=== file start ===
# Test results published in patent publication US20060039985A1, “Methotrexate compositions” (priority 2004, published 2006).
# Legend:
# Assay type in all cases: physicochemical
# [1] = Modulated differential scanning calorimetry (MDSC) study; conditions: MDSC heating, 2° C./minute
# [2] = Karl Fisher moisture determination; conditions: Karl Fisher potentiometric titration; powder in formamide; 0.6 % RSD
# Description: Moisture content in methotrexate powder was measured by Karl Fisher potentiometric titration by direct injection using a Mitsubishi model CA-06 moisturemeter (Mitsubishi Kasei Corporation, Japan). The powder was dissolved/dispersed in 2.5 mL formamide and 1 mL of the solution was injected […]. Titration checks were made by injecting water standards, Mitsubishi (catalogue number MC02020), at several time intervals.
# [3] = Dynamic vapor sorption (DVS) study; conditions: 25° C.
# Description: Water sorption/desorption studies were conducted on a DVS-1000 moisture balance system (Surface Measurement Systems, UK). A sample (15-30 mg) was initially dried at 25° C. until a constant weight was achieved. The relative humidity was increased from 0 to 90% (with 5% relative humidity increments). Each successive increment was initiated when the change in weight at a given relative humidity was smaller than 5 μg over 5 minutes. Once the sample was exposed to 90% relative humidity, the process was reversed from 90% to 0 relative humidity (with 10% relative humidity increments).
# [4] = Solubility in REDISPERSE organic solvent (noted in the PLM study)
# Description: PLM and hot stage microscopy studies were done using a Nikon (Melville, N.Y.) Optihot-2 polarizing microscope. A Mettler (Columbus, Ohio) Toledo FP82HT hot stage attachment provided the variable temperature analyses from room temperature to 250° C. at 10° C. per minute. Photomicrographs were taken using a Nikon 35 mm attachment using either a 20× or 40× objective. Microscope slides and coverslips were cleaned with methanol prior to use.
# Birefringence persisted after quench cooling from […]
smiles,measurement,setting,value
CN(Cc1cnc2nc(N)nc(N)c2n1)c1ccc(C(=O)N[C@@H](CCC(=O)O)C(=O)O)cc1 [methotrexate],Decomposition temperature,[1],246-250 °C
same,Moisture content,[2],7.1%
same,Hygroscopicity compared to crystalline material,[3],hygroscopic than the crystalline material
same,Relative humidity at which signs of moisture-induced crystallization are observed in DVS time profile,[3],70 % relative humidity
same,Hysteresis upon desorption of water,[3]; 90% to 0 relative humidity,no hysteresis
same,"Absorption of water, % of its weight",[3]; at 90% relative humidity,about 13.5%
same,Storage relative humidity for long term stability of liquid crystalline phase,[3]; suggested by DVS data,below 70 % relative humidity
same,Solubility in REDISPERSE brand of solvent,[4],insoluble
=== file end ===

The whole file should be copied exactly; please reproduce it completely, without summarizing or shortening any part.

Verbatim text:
# Test results published in patent publication US20060039985A1, “Methotrexate compositions” (priority 2004, published 2006).
# Legend:
# Assay type in all cases: physicochemical
# [1] = Modulated differential scanning calorimetry (MDSC) study; conditions: MDSC heating, 2° C./minute
# [2] = Karl Fisher moisture determination; conditions: Karl Fisher potentiometric titration; powder in formamide; 0.6 % RSD
# Description: Moisture content in methotrexate powder was measured by Karl Fisher potentiometric titration by direct injection using a Mitsubishi model CA-06 moisturemeter (Mitsubishi Kasei Corporation, Japan). The powder was dissolved/dispersed in 2.5 mL formamide and 1 mL of the solution was injected […]. Titration checks were made by injecting water standards, Mitsubishi (catalogue number MC02020), at several time intervals.
# [3] = Dynamic vapor sorption (DVS) study; conditions: 25° C.
# Description: Water sorption/desorption studies were conducted on a DVS-1000 moisture balance system (Surface Measurement Systems, UK). A sample (15-30 mg) was initially dried at 25° C. until a constant weight was achieved. The relative humidity was increased from 0 to 90% (with 5% relative humidity increments). Each successive increment was initiated when the change in weight at a given relative humidity was smaller than 5 μg over 5 minutes. Once the sample was exposed to 90% relative humidity, the process was reversed from 90% to 0 relative humidity (with 10% relative humidity increments).
# [4] = Solubility in REDISPERSE organic solvent (noted in the PLM study)
# Description: PLM and hot stage microscopy studies were done using a Nikon (Melville, N.Y.) Optihot-2 polarizing microscope. A Mettler (Columbus, Ohio) Toledo FP82HT hot stage attachment provided the variable temperature analyses from room temperature to 250° C. at 10° C. per minute. Photomicrographs were taken using a Nikon 35 mm attachment using either a 20× or 40× objective. Microscope slides and coverslips were cleaned with methanol prior to use.
# Birefringence persisted after quench cooling from […]
smiles,measurement,setting,value
CN(Cc1cnc2nc(N)nc(N)c2n1)c1ccc(C(=O)N[C@@H](CCC(=O)O)C(=O)O)cc1 [methotrexate],Decomposition temperature,[1],246-250 °C
same,Moisture content,[2],7.1%
same,Hygroscopicity compared to crystalline material,[3],hygroscopic than the crystalline material
same,Relative humidity at which signs of moisture-induced crystallization are observed in DVS time profile,[3],70 % relative humidity
same,Hysteresis upon desorption of water,[3]; 90% to 0 relative humidity,no hysteresis
same,"Absorption of water, % of its weight",[3]; at 90% relative humidity,about 13.5%
same,Storage relative humidity for long term stability of liquid crystalline phase,[3]; suggested by DVS data,below 70 % relative humidity
same,Solubility in REDISPERSE brand of solvent,[4],insoluble